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Gorski v. State

December 23, 2008

LAWRENCE GORSKI, CLAIMANT,
v.
THE STATE OF NEW YORK, DEFENDANT.



The opinion of the court was delivered by: W. Brooks DeBow, J.

Published by New York State Law Reporting Bureau pursuant to Judiciary Law § 431.

This opinion is uncorrected and subject to revision before publication in the printed Official Reports.

Claimant seeks damages against his former employer, the State of New York, arising from payments owed to him upon his retirement from the New York State Department of Taxation and Finance. Defendant moved for summary judgment dismissing the claim, and claimant opposed the motion and cross-moved for summary judgment. In an interim Decision and Order filed June 30, 2008, this Court held the motion and cross-motion in abeyance pending further submissions addressing various issues of law raised by the parties, including whether this Court has jurisdiction to hear a claim for a violation of the federal Fair Labor Standards Act ("FLSA"), the adequacy of the pleadings, whether New York law should be used to interpret a federal statute, and whether the federal statutes upon which claimant relies are applicable to this claim. The parties have submitted additional memoranda, and the motions are now amenable to decision. For the reasons that follow, claimant's cross-motion for summary judgment will be denied and defendant's motion for summary judgment dismissing the claim will be granted.

The relevant facts of this matter are undisputed. When claimant retired from State employment on July 12, 2004, he was entitled to payment for five days of deferred or lagged salary plus accrued vacation time in the total amount of $8,778.08.*fn1 On July 14, 2004, claimant was paid for the pay period that ended on June 30, 2004. On July 28, 2004, claimant was paid the wages for the days he had worked during the pay period of July 1 through July 14, 2004, the last pay period during which he actually worked. On the next payday on August 11, 2004, claimant received no payment. On the following payday, August 25, 2004, he was paid the full amount of $8,778.08 for the lagged salary and accrued vacation time.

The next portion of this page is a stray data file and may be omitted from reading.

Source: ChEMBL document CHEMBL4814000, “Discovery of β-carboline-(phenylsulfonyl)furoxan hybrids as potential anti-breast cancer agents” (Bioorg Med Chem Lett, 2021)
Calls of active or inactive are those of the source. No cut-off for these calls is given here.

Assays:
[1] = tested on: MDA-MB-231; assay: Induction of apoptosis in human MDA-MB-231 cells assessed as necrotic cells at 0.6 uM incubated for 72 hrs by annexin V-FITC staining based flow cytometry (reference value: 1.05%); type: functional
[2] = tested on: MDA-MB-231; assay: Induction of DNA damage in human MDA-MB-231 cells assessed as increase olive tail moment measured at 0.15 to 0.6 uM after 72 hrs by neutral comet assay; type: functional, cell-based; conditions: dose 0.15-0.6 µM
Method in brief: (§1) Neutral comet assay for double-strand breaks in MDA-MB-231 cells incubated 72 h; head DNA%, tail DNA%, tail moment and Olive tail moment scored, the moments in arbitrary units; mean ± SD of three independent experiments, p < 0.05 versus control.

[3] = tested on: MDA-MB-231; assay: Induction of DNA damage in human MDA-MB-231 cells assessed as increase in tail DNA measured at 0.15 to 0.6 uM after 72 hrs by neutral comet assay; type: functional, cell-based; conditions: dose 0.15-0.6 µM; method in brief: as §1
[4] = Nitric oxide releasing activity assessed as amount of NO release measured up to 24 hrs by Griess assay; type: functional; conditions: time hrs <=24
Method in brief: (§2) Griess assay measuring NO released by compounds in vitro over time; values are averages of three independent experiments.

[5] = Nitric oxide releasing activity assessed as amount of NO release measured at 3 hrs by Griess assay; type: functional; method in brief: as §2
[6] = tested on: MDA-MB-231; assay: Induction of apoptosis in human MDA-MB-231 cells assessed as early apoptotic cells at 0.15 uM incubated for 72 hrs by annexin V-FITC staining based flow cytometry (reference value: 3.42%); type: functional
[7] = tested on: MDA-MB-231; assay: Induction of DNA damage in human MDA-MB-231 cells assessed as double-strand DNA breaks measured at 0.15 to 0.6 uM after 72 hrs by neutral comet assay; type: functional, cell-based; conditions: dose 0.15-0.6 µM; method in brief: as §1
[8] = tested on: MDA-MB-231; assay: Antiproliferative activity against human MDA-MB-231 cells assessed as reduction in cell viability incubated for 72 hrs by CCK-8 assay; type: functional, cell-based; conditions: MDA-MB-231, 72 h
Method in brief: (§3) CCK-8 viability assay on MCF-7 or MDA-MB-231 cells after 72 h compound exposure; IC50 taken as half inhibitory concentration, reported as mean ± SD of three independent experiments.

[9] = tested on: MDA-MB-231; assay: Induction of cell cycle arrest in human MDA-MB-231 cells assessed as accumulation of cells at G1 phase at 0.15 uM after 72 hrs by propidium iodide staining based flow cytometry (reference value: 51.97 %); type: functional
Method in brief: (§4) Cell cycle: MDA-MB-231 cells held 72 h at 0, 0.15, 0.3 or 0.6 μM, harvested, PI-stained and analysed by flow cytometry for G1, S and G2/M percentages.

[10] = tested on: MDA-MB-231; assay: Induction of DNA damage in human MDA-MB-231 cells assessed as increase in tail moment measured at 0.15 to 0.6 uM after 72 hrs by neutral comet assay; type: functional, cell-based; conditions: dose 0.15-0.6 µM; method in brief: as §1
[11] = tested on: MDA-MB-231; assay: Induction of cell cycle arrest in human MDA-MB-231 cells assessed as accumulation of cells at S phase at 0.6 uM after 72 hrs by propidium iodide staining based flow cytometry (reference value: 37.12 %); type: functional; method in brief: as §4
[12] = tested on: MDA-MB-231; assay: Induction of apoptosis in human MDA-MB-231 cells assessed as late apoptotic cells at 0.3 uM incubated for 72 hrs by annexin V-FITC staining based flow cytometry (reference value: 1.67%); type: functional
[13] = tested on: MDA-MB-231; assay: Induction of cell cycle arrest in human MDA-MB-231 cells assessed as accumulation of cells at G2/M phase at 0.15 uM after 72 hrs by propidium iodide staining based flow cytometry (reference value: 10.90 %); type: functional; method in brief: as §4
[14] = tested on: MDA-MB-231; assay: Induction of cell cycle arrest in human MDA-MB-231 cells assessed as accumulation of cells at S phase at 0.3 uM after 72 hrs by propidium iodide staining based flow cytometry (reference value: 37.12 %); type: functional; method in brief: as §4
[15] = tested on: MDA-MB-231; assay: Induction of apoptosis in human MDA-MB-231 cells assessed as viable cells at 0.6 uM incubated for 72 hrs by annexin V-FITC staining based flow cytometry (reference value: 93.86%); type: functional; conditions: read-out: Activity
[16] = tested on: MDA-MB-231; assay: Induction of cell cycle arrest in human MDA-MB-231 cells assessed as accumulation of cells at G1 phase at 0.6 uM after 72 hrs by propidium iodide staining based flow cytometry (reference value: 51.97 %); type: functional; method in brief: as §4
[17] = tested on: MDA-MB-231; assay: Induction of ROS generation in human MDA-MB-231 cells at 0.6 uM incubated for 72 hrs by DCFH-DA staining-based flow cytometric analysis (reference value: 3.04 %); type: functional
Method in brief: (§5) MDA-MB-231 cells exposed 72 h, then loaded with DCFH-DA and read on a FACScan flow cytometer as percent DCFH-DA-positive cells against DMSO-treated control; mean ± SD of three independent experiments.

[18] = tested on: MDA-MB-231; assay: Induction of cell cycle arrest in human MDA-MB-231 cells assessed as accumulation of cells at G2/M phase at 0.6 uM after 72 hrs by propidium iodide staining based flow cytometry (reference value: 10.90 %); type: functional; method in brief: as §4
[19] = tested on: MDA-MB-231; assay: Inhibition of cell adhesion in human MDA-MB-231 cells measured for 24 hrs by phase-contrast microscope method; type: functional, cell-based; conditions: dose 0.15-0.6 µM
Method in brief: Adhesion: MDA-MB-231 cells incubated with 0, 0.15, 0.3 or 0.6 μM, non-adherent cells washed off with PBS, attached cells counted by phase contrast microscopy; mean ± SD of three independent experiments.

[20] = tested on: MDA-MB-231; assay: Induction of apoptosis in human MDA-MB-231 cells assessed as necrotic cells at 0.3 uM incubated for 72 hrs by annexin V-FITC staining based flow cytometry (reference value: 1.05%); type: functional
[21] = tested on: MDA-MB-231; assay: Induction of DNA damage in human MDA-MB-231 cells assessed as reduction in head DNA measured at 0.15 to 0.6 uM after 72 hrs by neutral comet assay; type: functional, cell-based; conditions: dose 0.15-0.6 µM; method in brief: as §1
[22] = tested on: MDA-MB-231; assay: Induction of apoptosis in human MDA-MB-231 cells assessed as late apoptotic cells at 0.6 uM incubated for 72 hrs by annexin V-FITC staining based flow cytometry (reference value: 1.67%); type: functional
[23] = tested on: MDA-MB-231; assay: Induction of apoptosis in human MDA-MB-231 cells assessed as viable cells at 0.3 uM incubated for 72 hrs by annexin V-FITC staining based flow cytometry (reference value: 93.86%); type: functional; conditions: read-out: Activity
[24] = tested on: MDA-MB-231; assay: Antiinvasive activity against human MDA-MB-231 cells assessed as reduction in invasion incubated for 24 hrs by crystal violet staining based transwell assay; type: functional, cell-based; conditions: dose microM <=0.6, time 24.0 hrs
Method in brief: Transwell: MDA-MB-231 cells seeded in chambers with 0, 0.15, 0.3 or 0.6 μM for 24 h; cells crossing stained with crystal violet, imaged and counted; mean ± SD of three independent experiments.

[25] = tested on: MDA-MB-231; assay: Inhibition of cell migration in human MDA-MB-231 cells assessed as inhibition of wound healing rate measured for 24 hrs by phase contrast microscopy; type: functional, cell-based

The claim alleges that on August 11, 2004, defendant failed and refused to pay him the amounts that were due him (see Claim, ¶ 3). Claimant asserts that payment of these amounts on August 25, 2004 one payroll period after he anticipated being paid them was tardy, and that the late payment of the lagged pay and accrued vacation time is actionable in accordance with provisions of the FLSA (29 U.S.C. § 201 et seq.). In relevant part, 29 U.S.C. § 216 (b) provides that:

Any employer who violates the provisions of section 206 [Maximum Hours] or section 207 [Minimum Wage] of this title shall be liable to the employee ... in the amount of their unpaid minimum wages, or their unpaid overtime compensation, as the case may be, and in an additional equal amount as liquidated damages. [In an action pursuant to this provision], [t]he court in such action shall, in addition to any judgment awarded to the plaintiff . . . allow a reasonable attorney's fee to be paid by the defendant, and costs of the action.

Conceding that he has been paid all of the lagged salary and accrued vacation time that was due to him, claimant argues that the FLSA was violated by the allegedly untimely payment, and he seeks liquidated damages in the amount of $8,778.08 plus attorney's fees and costs pursuant to 29 U.S.C. § 216 (b).

JURISDICTION

Although defendant argued otherwise in its initial submission, it now properly concedes that a claim for damages pursuant to the FLSA is one over which the Court of Claims has jurisdiction (see Dolan v State of New York, UID No. 2002-015-271, Claim No. 104921, Motion No. M-64839, Collins, J. [July 1, 2002]). Defendant argues, however, that the Court lacks jurisdiction over the claim on the ground that the claim does not comply with the substantive pleading requirement of Court of Claims Act § 11(b).